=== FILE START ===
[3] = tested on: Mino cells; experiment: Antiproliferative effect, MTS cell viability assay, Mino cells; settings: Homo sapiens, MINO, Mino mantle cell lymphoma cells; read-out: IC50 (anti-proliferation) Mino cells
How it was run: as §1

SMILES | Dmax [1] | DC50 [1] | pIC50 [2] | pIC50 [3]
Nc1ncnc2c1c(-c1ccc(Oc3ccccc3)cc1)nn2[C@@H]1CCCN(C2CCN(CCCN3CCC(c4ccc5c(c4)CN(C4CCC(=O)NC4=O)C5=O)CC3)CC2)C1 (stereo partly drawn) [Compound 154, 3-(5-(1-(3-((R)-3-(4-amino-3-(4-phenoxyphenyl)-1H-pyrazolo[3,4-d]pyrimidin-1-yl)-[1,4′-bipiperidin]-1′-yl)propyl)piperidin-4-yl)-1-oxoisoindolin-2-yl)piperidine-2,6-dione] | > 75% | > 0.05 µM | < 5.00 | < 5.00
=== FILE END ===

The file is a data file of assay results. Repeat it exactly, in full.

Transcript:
[3] = tested on: Mino cells; experiment: Antiproliferative effect, MTS cell viability assay, Mino cells; settings: Homo sapiens, MINO, Mino mantle cell lymphoma cells; read-out: IC50 (anti-proliferation) Mino cells
How it was run: as §1

SMILES | Dmax [1] | DC50 [1] | pIC50 [2] | pIC50 [3]
Nc1ncnc2c1c(-c1ccc(Oc3ccccc3)cc1)nn2[C@@H]1CCCN(C2CCN(CCCN3CCC(c4ccc5c(c4)CN(C4CCC(=O)NC4=O)C5=O)CC3)CC2)C1 (stereo partly drawn) [Compound 154, 3-(5-(1-(3-((R)-3-(4-amino-3-(4-phenoxyphenyl)-1H-pyrazolo[3,4-d]pyrimidin-1-yl)-[1,4′-bipiperidin]-1′-yl)propyl)piperidin-4-yl)-1-oxoisoindolin-2-yl)piperidine-2,6-dione] | > 75% | > 0.05 µM | < 5.00 | < 5.00